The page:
Review says oseltamivir and zanamivir should be kept for epidemics of fluBMJ 2006; 332 doi: https://doi.org/10.1136/bmj.332.7535.196 (Published 26 January 2006) Cite this as: BMJ 2006;332:196
The neuraminidase inhibitors oseltamivir (Tamiflu) and zanamivir (Relenza) may be effective in serious epidemic or pandemic influenza but must be used together with infection control procedures, says a Cochrane review published last week. The review said that these drugs should not be used for seasonal flu but should be kept for serious epidemics and that other antivirals should not be used at all for flu.
The review, which was published online ahead of print publication on 19 January in the Lancet (www.thelancet.com, doi: 10.1016/S0140-6736(06)67970-1), analysed data from randomised controlled trials of both classes of antivirals currently used to prevent or treat flu: the M2 ion channel inhibitors, amantadine and rimantadine, and two of the newer neuraminidase inhibitors, zanamivir and oseltamivir. The researchers identified trials by searching databases and contacting manufacturers of antivirals for all data available up to October 2005 from trials that used the drugs to prevent or treat symptomatic or asymptomatic flu in healthy adults. Fifty three trials were included in the review: 19 looked at neuraminidase inhibitors and 34 at the M2 ion channel inhibitors.
The review showed that the neuraminidase inhibitors reduced flu symptoms and interrupted transmission of seasonal flu, in addition to reducing nasal shedding. However, they did not prevent asymptomatic infection.
When used in prophylaxis, oral oseltamivir (75 mg daily) prevented 61% (95% confidence interval 15% to 82%) of cases of symptomatic flu, increasing to 73% (33% to 89%) at a higher dose (150 mg daily). Inhaled zanamivir (10 mg daily) prevented 62% of cases (15% to 83%).
When used as prophylaxis after exposure to people with flu, oseltamivir prevented infection in 59% (16% to 80%) of people undergoing household exposure and protected 68% (35% to 84%) to 89% (67% to 97%) of contacts of index cases.
When used to treat flu, oseltamivir alleviated symptoms significantly more quickly than placebo, as long as treatment was started within 48 hours of the onset of symptoms. Oseltamivir at a dose of 150 mg daily was also effective in preventing complications in the lower respiratory tract in flu cases (odds ratio 0·32 (0·18 to 0·57). The neuraminidase inhibitors reduced viral nasal titres by around two thirds (weighted mean difference - 0·62 (- 0·82 to - 0·41)).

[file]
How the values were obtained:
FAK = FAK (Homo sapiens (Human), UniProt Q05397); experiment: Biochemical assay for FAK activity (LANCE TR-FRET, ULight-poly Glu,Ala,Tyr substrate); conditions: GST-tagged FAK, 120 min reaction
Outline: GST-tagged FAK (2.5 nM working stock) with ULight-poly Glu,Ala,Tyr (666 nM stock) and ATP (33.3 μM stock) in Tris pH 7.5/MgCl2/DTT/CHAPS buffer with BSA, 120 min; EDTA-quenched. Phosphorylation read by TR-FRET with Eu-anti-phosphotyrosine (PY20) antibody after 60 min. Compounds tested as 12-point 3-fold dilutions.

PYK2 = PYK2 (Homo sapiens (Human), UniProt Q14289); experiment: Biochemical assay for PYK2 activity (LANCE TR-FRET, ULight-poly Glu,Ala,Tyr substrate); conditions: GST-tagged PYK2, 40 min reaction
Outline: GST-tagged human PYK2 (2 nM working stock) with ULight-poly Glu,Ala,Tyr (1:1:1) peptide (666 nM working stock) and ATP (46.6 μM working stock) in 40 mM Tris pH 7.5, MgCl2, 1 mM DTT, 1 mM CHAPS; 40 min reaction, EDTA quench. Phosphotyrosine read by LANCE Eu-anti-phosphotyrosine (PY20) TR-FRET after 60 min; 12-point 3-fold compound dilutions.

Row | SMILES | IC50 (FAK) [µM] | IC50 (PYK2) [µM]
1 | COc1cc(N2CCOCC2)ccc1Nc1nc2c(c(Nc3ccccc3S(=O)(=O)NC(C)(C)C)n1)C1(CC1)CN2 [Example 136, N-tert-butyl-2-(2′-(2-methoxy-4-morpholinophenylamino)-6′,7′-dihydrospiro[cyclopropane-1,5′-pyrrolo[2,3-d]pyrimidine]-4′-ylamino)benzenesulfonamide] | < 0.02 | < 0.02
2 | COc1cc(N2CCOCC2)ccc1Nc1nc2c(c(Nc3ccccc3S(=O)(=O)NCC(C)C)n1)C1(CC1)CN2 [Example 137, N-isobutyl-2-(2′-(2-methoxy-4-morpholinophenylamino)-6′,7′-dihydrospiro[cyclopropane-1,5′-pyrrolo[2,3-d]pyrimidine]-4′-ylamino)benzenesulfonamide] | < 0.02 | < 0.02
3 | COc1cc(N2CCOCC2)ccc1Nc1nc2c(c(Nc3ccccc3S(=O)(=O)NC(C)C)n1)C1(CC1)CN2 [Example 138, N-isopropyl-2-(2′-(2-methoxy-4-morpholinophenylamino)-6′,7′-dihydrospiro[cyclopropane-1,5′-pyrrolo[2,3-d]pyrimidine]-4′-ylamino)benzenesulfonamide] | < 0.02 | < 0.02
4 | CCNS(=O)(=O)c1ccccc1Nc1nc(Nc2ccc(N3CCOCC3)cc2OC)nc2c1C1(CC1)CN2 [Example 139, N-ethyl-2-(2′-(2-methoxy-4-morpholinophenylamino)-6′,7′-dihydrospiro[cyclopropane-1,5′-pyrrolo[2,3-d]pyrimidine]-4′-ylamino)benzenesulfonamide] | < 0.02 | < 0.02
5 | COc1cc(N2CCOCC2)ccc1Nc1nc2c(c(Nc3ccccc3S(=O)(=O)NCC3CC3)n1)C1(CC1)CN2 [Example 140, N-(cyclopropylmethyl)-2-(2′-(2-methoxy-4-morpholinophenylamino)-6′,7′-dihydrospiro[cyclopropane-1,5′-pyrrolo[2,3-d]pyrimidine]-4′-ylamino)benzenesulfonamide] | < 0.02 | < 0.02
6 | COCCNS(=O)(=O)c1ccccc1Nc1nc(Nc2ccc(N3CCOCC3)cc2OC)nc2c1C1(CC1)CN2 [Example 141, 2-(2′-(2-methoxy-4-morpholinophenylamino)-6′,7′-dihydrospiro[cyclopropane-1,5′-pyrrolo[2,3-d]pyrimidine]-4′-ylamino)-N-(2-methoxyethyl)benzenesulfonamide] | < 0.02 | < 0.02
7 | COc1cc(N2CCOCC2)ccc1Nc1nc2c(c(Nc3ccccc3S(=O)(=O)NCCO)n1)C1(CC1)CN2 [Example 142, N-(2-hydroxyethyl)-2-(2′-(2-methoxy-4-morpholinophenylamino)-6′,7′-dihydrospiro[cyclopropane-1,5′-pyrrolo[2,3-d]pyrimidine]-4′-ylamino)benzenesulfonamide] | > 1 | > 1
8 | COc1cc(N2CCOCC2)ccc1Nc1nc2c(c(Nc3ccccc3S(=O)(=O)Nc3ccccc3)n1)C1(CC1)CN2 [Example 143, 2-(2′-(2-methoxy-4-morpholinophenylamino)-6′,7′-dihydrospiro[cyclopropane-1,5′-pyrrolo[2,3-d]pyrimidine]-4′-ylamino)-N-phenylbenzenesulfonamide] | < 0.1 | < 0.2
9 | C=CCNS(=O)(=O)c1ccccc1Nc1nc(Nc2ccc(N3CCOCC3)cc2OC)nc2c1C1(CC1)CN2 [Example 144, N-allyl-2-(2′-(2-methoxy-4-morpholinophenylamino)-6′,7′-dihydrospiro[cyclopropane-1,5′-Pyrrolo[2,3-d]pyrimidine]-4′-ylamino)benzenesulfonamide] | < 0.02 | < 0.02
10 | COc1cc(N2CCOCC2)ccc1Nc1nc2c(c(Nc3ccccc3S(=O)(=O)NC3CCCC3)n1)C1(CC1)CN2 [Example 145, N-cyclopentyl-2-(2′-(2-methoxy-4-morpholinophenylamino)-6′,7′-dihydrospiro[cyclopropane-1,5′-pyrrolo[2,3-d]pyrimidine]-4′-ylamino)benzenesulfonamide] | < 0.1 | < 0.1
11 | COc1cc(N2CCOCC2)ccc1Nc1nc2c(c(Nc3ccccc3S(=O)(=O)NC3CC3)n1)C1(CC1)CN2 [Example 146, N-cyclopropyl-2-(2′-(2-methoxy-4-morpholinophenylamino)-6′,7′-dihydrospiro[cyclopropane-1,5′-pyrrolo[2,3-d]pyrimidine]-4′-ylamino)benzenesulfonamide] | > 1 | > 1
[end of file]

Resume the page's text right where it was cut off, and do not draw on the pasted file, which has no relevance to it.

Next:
M2 ion channel inhibitors reduced symptoms of the type A influenza but failed to prevent infection or viral shedding. Amantadine shortened the duration of fever, when compared with placebo (by 0·99 (1.26 to 0.71) days) but had no effect on nasal shedding of type A viruses (relative risk 0·93 (0·71 to 1·21)). The data showed similar effects for rimantadine.
Amantadine was associated with a relatively high rate of side effects, including nausea (odds ratio 2·6 (1·4 to 4·8) and insomnia and hallucinations (2·5 (1·5 to 4·3)). Withdrawal from treatment because of adverse events were also common (odds ratio 2·5 (1·6 to 4·1)). Oseltamivir was associated with nausea (odds ratio 1·8 (1·1 to 2·9)), especially at higher prophylactic doses (odds ratio 2·3 (1·3 to 3·9).
Tom Jefferson, lead author of the study and coordinator of the Cochrane Vaccines Field, which is based in Rome, concluded, “The use of amantadine and rimantadine should be discouraged. Because of their low effectiveness against influenza-like illness, neuraminidase inhibitors should not be used in seasonal influenza control and should only be used in a serious epidemic or pandemic alongside other public health measures, including hand washing and avoiding contact with other people.”
He said that even though neuraminidase inhibitors reduced viral shedding, they did not completely stop it, so people treated with the drugs could still be infectious and should take steps to avoid transmitting the virus.